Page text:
Every year, for the past few years, we have received an invitation from our Conference youth director for my not-yet-baptized child to take a series of Bible studies by correspondence, to earn a free week at summer camp and participate in the baptism on Sabbath.
The first few times, I was hesitant, because I felt he was too young to attend camp. With his developmental delays and speech impairment, I didn’t feel comfortable with his going, either. The past couple years, I asked him if he wanted to try it. He told me he wanted to be 13 when he got baptized. But because of his learning disabilities, etc., I would prefer he attended junior camp rather than teen camp.
He turns 13 this summer! So I’d planned to enroll him in the Bible studies this past winter (January/February), when the invitation came. That way he could technically still be junior age for camp. It didn’t come before we went to Florida for “spring break” though, so we began making arrangements with the pastor at my parents’ church there. (We grew to appreciate him in autumn of 2014, while my dad was gravely ill, and even spent time in hospice).
There were some resources he suggested for my son to go through. I thought I’d share them with you, in case you are ready to help your child prepare for baptism. They would also be helpful, even if your child is already baptized.
Our first resource, which we began using in January, was Making Jesus My Best Friend. It is the baptismal preparation resource for younger children (ages 8-10). It contains 10 lessons, covering such topics as: the Bible is God’s word; the Sabbath; the second coming; death; God’s judgment; and the New Earth. Each lesson has a story to read, followed by questions to answer. At the end of the book is a list of the baptismal vows, for either the parent or the pastor to go over with your child.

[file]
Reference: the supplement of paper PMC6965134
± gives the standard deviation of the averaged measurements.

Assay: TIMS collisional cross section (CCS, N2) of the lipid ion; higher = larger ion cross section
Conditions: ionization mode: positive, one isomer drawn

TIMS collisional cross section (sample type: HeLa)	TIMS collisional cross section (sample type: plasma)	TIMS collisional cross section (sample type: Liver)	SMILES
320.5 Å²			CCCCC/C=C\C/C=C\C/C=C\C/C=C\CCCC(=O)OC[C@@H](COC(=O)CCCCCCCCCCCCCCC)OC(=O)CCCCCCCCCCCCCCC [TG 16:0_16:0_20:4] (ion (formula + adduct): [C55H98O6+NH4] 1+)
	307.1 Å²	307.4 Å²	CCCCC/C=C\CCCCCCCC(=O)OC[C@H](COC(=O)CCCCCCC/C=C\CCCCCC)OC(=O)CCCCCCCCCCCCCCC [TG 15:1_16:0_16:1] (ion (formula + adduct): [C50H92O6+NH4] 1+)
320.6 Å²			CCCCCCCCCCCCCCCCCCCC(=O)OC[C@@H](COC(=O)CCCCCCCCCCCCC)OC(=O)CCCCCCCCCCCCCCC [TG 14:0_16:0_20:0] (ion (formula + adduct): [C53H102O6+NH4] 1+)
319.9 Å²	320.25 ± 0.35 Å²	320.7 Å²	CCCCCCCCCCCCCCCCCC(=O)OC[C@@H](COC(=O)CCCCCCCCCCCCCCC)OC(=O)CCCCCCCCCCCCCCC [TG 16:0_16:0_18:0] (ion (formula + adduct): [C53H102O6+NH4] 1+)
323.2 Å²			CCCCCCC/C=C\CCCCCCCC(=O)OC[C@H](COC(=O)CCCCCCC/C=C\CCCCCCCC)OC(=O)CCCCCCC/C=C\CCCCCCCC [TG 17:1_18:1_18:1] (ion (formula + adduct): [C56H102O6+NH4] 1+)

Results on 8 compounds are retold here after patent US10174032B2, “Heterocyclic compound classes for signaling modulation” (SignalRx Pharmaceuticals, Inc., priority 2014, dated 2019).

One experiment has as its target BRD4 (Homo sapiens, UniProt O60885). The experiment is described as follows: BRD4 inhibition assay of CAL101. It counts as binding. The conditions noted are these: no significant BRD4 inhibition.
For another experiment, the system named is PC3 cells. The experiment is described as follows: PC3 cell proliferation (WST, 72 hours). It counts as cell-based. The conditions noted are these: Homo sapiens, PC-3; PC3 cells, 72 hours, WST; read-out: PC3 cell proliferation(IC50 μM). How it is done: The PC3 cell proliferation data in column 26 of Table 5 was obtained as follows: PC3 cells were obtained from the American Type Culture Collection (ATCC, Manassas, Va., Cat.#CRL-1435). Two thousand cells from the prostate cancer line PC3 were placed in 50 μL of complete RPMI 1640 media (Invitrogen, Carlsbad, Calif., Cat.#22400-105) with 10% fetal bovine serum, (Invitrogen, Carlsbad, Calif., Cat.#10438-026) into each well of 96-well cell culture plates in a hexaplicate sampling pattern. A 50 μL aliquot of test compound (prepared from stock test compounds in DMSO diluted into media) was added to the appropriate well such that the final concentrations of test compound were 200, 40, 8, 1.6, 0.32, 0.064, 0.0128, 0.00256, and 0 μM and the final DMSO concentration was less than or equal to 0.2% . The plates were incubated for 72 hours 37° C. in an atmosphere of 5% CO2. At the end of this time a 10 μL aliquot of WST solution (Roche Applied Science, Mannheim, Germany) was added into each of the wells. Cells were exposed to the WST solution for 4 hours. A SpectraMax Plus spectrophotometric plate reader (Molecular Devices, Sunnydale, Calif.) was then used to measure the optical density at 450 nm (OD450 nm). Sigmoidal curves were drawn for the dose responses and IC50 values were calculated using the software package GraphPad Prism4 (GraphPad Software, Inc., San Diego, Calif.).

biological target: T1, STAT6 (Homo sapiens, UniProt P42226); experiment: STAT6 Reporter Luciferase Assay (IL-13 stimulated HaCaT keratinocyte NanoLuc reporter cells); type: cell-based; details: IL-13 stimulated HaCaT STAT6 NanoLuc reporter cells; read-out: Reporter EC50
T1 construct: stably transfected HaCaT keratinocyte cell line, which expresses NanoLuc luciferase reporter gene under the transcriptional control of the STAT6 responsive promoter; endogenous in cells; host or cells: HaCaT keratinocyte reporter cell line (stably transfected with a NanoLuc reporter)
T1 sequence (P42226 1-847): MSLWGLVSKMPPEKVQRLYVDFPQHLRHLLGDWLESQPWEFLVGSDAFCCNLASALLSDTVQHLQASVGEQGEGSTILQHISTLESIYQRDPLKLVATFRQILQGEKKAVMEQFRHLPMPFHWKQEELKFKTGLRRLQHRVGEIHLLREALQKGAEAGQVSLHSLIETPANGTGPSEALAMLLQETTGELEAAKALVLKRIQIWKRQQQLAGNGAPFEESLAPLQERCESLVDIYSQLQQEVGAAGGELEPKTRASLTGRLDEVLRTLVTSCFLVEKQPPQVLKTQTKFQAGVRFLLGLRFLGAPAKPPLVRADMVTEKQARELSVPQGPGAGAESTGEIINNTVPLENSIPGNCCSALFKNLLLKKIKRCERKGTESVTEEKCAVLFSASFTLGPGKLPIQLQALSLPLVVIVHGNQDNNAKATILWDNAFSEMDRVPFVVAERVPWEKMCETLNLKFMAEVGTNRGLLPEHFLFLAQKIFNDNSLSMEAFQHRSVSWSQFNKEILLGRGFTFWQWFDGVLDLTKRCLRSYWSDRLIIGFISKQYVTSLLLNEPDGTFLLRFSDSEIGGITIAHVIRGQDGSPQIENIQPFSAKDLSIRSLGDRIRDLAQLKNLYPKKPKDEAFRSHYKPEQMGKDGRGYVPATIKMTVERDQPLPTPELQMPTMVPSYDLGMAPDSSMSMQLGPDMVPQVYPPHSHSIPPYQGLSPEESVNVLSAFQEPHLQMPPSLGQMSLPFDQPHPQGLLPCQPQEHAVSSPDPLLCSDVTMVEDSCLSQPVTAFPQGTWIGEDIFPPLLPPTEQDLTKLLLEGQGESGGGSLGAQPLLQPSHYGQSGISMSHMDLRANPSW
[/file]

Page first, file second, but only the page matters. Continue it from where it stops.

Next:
We actually finished up this book while we were in Florida, so the pastor went over the baptismal vows with my son. He was well satisfied that my son seemed prepared for baptism, and we even considered having his baptism then (near Grandpa’s birthday), but my son decided to wait for our next visit back to Florida.
The next resource the pastor suggested is Step by Step: Learning to Follow Jesus. It especially helps children understand the principles found in the book Steps to Christ. It contains 30 lessons, containing a Bible verse, a lesson to read, followed by teaching tips at the end of each lesson. Some of the topics covered are: we learn God loves us, why He loves us, what God is like, being sorry when we do wrong things, we can believe God’s promises, and we learn to trust God’s plan.
Our next resource is What We Believe: Seventh-day Adventists Believe for Kids. It serves as an introduction and summary of each of the 28 fundamental beliefs of the Seventh-day Adventist church, in simple, easy to understand language for children. Each lesson contains a Bible verse, a lesson to read, followed by teaching tips.
Our final resource is God’s Ten Promises. It definitely helps children understand the Ten Commandments, and helps us look at them as promises, not a list of “do nots.” This book is written more in story form; we are introduced to a set of brother/sister twins who learn one summer, through a series of family worship sessions and life experiences about each of the Commandments. The book actually contains 12 lessons, covering each of the commandments, as well as an introduction and a summary. Each story is followed by teaching tips.
By the way, my son’s baptism is coming up in just a couple weeks!
Although these resources are written for children, the pastor also suggested I share them with a young man our family has recently become acquainted with, who is in his mid-twenties, and has begun studying to become a Seventh-day Adventist (from a Catholic background).
I hope you find these resources as helpful as we have.